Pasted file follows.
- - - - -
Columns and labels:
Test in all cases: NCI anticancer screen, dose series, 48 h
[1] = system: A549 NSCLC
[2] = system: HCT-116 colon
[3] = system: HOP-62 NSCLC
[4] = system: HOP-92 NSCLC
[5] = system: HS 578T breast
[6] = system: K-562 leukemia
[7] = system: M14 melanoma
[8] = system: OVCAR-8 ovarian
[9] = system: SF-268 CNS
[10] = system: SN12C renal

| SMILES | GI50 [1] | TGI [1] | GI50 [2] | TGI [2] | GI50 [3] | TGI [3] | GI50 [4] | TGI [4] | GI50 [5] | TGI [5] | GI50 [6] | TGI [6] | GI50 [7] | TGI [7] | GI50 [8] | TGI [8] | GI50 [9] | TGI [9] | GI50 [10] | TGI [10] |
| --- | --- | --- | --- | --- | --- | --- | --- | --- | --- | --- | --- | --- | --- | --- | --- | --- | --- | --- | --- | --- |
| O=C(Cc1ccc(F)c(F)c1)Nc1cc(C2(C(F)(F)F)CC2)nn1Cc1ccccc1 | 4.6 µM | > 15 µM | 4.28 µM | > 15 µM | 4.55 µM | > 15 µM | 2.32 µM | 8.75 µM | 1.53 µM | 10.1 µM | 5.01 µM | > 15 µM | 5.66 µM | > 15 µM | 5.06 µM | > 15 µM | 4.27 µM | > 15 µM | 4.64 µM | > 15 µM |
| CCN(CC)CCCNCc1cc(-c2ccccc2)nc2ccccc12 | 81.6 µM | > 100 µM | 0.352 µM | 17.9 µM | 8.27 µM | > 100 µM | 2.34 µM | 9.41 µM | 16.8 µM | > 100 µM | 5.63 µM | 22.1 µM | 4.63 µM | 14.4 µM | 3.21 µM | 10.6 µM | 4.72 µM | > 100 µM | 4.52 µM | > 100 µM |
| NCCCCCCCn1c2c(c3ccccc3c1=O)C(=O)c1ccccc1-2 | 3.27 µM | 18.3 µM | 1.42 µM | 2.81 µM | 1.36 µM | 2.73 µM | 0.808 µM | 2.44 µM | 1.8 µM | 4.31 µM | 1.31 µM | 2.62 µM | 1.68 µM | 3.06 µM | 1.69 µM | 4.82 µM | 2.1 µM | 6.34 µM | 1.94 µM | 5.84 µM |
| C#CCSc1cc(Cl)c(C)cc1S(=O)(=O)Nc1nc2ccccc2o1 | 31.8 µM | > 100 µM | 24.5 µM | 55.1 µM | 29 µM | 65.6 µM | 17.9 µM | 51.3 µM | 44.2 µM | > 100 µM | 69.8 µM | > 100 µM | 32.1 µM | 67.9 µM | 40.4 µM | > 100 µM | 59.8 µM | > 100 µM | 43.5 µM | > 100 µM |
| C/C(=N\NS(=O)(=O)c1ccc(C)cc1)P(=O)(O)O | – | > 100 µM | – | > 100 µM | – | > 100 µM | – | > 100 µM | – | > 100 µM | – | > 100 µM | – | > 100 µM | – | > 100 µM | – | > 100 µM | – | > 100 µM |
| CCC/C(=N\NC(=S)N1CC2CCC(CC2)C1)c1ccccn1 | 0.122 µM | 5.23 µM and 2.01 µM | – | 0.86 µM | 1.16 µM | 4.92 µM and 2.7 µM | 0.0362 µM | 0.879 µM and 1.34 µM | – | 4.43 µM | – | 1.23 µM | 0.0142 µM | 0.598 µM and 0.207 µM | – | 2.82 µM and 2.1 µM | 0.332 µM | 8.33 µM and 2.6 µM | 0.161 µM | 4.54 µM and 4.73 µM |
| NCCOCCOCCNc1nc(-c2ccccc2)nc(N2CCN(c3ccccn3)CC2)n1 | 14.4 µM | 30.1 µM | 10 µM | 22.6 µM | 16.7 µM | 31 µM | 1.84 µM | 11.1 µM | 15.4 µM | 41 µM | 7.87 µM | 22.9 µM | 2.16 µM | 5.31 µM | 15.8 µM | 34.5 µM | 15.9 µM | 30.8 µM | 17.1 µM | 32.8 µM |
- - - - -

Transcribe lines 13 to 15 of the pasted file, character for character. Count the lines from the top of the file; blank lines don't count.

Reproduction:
| SMILES | GI50 [1] | TGI [1] | GI50 [2] | TGI [2] | GI50 [3] | TGI [3] | GI50 [4] | TGI [4] | GI50 [5] | TGI [5] | GI50 [6] | TGI [6] | GI50 [7] | TGI [7] | GI50 [8] | TGI [8] | GI50 [9] | TGI [9] | GI50 [10] | TGI [10] |
| --- | --- | --- | --- | --- | --- | --- | --- | --- | --- | --- | --- | --- | --- | --- | --- | --- | --- | --- | --- | --- |
| O=C(Cc1ccc(F)c(F)c1)Nc1cc(C2(C(F)(F)F)CC2)nn1Cc1ccccc1 | 4.6 µM | > 15 µM | 4.28 µM | > 15 µM | 4.55 µM | > 15 µM | 2.32 µM | 8.75 µM | 1.53 µM | 10.1 µM | 5.01 µM | > 15 µM | 5.66 µM | > 15 µM | 5.06 µM | > 15 µM | 4.27 µM | > 15 µM | 4.64 µM | > 15 µM |